The US on Friday retained India on its priority watch list this year for “lack of improvement” in the intellectual property (IP) framework.
“India remains on the priority watch list this year for lack of sufficient measurable improvements to its IP framework on long-standing challenges and new issues that have negatively affected US right holders over the past year, particularly with respect to patents, copyrights, trade secrets, and enforcement,” the US Trade Representative (USTR) said in a report.
The ‘Special 301’ report is an annual review of the global state of IP protection and enforcement.
The USTR’s priority watch list names those countries which it considers are not properly protecting the US copyrights and patents.
However, India has never participated in this exercise and has termed this report as an unilateral move.
The report alleges that India’s IPR regime is not in compliance with global norms, a charge India strongly contests at all forums.
Trading partners on the priority watch list present the most significant concerns this year regarding insufficient IP protection or enforcement or actions that otherwise limited market access for persons relying on IP protection, the report said.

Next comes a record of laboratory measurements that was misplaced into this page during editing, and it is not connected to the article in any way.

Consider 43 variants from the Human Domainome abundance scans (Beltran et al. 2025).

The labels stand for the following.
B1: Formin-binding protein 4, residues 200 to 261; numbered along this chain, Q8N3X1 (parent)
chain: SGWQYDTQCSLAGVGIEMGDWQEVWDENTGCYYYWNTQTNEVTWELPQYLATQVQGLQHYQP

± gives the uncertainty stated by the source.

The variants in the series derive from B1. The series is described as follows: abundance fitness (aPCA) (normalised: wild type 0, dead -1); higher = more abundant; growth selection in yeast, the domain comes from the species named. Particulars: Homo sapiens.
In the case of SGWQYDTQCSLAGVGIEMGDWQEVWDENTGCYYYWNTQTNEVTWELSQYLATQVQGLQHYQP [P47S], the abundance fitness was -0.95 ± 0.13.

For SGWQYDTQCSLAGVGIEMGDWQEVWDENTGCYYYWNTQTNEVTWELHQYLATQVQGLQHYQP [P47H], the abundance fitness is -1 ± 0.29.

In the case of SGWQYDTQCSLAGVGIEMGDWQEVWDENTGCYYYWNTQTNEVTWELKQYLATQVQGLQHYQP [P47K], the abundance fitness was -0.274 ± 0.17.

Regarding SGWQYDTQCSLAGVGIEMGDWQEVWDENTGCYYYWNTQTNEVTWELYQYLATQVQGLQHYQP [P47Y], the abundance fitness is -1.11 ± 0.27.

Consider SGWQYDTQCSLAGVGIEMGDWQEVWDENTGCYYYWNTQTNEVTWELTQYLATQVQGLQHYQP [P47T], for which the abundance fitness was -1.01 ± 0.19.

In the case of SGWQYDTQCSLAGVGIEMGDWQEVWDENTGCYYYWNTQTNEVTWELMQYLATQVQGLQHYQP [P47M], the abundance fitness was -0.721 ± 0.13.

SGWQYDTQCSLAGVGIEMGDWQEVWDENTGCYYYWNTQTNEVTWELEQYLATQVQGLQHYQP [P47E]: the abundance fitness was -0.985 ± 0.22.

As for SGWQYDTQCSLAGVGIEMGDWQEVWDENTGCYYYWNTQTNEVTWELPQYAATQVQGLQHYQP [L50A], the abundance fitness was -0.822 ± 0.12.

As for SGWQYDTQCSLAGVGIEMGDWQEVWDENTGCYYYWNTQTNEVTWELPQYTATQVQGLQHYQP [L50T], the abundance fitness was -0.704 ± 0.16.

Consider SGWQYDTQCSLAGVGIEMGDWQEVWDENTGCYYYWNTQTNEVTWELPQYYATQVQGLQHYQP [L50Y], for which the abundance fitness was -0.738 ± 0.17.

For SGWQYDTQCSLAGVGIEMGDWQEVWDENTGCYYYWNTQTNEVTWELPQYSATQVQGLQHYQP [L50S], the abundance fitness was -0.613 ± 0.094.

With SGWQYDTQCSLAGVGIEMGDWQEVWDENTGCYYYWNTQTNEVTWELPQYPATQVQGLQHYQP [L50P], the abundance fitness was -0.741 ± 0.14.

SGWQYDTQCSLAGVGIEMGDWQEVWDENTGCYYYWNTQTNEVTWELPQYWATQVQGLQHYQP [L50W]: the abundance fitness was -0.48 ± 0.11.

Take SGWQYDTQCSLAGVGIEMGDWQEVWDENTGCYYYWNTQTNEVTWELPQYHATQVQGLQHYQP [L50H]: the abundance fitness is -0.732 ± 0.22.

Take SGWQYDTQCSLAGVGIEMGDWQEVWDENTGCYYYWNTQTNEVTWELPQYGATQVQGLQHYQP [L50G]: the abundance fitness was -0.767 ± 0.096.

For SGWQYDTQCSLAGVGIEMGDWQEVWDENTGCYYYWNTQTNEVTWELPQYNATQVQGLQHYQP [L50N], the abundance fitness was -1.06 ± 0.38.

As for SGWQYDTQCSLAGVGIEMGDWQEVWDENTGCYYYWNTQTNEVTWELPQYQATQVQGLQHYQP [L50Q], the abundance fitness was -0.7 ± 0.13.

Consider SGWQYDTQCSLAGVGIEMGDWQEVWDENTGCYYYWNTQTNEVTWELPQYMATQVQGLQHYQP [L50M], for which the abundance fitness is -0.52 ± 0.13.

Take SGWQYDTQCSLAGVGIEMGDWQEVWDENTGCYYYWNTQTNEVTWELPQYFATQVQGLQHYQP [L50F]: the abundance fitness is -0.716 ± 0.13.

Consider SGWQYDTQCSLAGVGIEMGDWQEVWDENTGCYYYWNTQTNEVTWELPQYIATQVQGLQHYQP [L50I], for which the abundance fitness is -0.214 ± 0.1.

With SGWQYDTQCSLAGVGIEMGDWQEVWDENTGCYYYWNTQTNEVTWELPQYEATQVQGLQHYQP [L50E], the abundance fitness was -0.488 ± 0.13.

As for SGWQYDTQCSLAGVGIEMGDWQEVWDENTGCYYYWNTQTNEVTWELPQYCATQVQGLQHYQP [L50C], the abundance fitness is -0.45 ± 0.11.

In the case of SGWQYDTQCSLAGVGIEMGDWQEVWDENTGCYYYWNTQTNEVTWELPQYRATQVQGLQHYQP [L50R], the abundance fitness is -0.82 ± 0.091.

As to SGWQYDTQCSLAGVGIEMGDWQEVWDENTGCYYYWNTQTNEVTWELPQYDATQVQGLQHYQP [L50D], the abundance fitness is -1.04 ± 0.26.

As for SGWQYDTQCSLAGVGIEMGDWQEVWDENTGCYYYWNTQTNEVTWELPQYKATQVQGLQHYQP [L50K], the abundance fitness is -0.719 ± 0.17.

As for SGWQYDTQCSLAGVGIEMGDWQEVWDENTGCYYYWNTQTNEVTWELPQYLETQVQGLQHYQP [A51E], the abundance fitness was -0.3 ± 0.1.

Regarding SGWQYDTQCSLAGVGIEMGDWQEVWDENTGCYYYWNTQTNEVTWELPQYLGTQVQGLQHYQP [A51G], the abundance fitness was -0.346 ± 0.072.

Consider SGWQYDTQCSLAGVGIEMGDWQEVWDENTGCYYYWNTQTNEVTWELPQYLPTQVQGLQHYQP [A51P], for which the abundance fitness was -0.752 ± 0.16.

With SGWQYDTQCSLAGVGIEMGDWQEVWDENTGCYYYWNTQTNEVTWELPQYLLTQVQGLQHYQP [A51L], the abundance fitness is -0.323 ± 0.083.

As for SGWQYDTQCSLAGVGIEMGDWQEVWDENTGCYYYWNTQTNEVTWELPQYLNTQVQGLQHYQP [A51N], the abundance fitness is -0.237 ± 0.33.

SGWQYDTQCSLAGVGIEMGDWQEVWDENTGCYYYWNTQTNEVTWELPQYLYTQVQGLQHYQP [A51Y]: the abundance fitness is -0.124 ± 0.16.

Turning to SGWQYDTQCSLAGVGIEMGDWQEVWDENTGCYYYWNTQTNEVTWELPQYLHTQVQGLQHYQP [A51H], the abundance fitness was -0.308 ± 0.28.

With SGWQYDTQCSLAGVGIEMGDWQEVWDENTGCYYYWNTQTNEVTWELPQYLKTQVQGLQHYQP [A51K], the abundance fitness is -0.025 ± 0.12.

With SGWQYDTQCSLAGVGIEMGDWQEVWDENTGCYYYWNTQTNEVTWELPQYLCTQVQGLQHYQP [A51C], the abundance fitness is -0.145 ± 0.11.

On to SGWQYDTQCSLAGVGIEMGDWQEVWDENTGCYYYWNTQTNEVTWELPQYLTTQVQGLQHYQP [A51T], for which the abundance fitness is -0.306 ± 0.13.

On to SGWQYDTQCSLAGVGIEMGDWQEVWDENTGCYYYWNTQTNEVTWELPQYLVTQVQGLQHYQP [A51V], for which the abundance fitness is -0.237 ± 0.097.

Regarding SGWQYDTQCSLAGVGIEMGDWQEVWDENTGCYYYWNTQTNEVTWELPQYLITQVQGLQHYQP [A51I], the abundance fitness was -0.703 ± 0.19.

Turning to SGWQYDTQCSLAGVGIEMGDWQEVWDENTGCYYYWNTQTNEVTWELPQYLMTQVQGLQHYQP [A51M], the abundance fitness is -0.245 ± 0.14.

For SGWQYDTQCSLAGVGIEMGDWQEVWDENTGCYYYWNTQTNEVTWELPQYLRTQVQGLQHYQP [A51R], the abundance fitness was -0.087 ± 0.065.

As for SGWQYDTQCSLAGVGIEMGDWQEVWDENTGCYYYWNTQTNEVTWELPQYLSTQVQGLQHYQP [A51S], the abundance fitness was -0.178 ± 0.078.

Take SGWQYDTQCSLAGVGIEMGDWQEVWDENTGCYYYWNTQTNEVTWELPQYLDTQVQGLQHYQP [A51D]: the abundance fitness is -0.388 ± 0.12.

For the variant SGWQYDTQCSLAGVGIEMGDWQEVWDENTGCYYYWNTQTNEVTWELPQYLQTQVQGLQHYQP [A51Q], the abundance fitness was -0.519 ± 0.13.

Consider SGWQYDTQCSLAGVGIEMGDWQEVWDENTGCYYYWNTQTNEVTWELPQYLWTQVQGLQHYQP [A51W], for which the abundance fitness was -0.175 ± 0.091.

It added that 11 countries including China, India, Indonesia, Russia and Thailand are on this list.
“These countries will be the subject of intense bilateral engagement during the coming year,” it added.
Meanwhile, the US Chamber of Commerce in a statement asked India to address challenges in its patent system particularly with regard for computer-related inventions.
The chamber also said that Indian government needs to modernise its copyright laws.
“India continues to dismiss the need for substantive changes to its intellectual property (IP) laws and regulations.
“We will continue to encourage the Indian government to address the biggest gaps in its IP protections, including uncertainties and challenges in the patent system,” it said.
Multi-national companies particularly from pharma sector have time and again raised concerns over India’s IP regime saying New Delhi’s policies discriminates foreign firms.
On the other hand, India has always maintained that its IPR regime is in compliance with the global rules including that of the World Trade Orgainsation.
The developed countries have raised questions about section 3 (d) of the Indian Patent Act 1970 and compulsory licensing (CL), saying the norms restrict innovation.
The section does not allow patent to be granted to inventions involving new forms of a known substance unless it differs significantly in properties with regard to efficacy. In a way, it stops ever-greening of patents.
India’s Commerce and Industry Minister Nirmala Sitharaman yesterday said that India’s intellectual property right (IPR) laws are in compliance with the global rules and any “suspicious narrative” about the credibility of domestic IPR norms “is just not warranted”.
“India has a robust mechanism and legislative framework to deal with IPR related matters,” she has said.